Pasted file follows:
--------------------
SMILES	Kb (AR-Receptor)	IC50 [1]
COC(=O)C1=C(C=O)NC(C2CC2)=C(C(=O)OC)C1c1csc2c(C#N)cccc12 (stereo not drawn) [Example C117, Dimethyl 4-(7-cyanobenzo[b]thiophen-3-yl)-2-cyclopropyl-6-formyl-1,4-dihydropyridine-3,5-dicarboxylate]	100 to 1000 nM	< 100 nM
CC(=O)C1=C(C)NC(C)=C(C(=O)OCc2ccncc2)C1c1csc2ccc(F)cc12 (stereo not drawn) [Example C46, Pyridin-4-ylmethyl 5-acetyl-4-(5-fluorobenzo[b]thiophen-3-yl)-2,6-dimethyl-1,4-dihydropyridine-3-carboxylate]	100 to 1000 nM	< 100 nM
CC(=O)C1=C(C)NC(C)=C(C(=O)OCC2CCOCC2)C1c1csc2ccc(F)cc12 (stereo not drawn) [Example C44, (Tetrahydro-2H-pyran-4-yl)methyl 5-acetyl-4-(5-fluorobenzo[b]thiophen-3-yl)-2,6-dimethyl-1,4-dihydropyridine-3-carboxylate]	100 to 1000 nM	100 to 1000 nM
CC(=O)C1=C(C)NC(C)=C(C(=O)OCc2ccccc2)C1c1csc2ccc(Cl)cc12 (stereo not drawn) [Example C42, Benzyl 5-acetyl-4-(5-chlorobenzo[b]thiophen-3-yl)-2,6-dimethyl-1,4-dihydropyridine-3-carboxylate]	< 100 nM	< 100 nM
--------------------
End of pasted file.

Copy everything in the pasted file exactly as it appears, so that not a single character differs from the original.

SMILES	Kb (AR-Receptor)	IC50 [1]
COC(=O)C1=C(C=O)NC(C2CC2)=C(C(=O)OC)C1c1csc2c(C#N)cccc12 (stereo not drawn) [Example C117, Dimethyl 4-(7-cyanobenzo[b]thiophen-3-yl)-2-cyclopropyl-6-formyl-1,4-dihydropyridine-3,5-dicarboxylate]	100 to 1000 nM	< 100 nM
CC(=O)C1=C(C)NC(C)=C(C(=O)OCc2ccncc2)C1c1csc2ccc(F)cc12 (stereo not drawn) [Example C46, Pyridin-4-ylmethyl 5-acetyl-4-(5-fluorobenzo[b]thiophen-3-yl)-2,6-dimethyl-1,4-dihydropyridine-3-carboxylate]	100 to 1000 nM	< 100 nM
CC(=O)C1=C(C)NC(C)=C(C(=O)OCC2CCOCC2)C1c1csc2ccc(F)cc12 (stereo not drawn) [Example C44, (Tetrahydro-2H-pyran-4-yl)methyl 5-acetyl-4-(5-fluorobenzo[b]thiophen-3-yl)-2,6-dimethyl-1,4-dihydropyridine-3-carboxylate]	100 to 1000 nM	100 to 1000 nM
CC(=O)C1=C(C)NC(C)=C(C(=O)OCc2ccccc2)C1c1csc2ccc(Cl)cc12 (stereo not drawn) [Example C42, Benzyl 5-acetyl-4-(5-chlorobenzo[b]thiophen-3-yl)-2,6-dimethyl-1,4-dihydropyridine-3-carboxylate]	< 100 nM	< 100 nM